Mittwoch, 1. April 2020

Erfolg bei Vorwahlen in New Hampshire Warum Trump und Sanders für die US-Mittelschicht sprechen

Vorneweg: Hillary Clinton, hier mit Ehemann Bill, gilt weiterhin als Favoritin im US-Präsidentschaftswahlkampf.
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Vorneweg: Hillary Clinton, hier mit Ehemann Bill, gilt weiterhin als Favoritin im US-Präsidentschaftswahlkampf.

3. Teil: Die vergessene Mittelschicht

It is that wrong-headed American "exceptionalism" that Sanders argues against. If anything, what he tries to accomplish is to lay the groundwork to address America's serious democracy deficit disorder.

Which is why his effort resembles more of an American democracy self-defense league than "socialism."

Like Sanders, Trump also has a natural sense of when "enough of enough," whether or not he is sincere about it.

Donald Trump am 8. Februar in New Hampshire.
As with Sanders, Trump understands the well-founded indignation, if not desperation, of America's middle class.

The public-at-large's interests have been hijacked by money-grubbing members of Congress who are keen only on securing the next campaign contribution.

It is shameful for media in a democratic society to seek to discredit the effort to take back American democracy from the plutocrats as "populism" - and to reflexively claim that Wall Street is bring "bashed."

Unless things change, Wall Street will continue to do all the bashing of American society and democracy it wants, via its many eager enablers on Capitol Hill.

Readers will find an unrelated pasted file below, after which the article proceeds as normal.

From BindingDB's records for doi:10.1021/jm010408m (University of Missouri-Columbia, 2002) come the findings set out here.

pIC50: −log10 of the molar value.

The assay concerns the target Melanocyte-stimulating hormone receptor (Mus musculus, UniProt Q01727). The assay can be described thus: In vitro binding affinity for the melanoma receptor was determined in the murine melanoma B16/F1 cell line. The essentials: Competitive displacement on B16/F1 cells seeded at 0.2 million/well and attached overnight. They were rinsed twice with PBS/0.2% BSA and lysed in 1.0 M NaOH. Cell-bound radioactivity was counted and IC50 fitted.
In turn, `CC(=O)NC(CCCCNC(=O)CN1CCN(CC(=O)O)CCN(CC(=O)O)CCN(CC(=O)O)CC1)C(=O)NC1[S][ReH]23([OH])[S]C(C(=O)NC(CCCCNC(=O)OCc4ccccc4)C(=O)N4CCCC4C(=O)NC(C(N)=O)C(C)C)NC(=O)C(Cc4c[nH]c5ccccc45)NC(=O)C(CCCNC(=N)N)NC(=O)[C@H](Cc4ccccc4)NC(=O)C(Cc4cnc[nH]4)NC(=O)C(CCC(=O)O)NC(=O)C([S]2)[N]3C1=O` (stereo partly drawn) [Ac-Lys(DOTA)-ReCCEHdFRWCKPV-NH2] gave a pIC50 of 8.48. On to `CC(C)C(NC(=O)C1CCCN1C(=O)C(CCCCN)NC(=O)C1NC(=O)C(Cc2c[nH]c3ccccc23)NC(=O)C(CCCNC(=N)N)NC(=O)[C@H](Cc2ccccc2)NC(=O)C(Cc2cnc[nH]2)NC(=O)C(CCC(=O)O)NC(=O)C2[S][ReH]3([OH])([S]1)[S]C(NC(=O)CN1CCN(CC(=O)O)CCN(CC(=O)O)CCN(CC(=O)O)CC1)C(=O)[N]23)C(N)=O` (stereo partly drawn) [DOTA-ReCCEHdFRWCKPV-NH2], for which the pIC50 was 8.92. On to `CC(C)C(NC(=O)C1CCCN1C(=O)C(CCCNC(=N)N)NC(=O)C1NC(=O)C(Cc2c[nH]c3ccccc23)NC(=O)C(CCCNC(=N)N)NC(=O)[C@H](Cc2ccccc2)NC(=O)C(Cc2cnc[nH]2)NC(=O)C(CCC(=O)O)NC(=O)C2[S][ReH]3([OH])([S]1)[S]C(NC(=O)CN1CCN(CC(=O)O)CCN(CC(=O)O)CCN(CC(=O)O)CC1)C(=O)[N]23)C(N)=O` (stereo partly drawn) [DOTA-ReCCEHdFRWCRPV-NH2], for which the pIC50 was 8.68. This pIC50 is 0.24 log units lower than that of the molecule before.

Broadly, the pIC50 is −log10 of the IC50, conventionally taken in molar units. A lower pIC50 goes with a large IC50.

When a few spokesmen are courageous enough to speak up for the remaining 99% of society against that one-sided and highly rigged game, they find themselves defamed as "populists."

America's democracy suffers from far more grievous problems than the circus which the climate change-denying, Planned Parenthood-hating and gun-loving field of Republican presidential candidates articulate so vividly - and stupidly.

It is much more important to deal with ending crass inequities in the U.S. tax code favoring the very rich in the defense of the interests of the middle class.

This is no populism - but a long overdue exercise in democracy, pure and simple.

Stephan Richter ist Herausgeber und Chefredakteur von The Globalist. Wir veröffentlichen diesen Beitrag mit seiner freundlichen Genehmigung.

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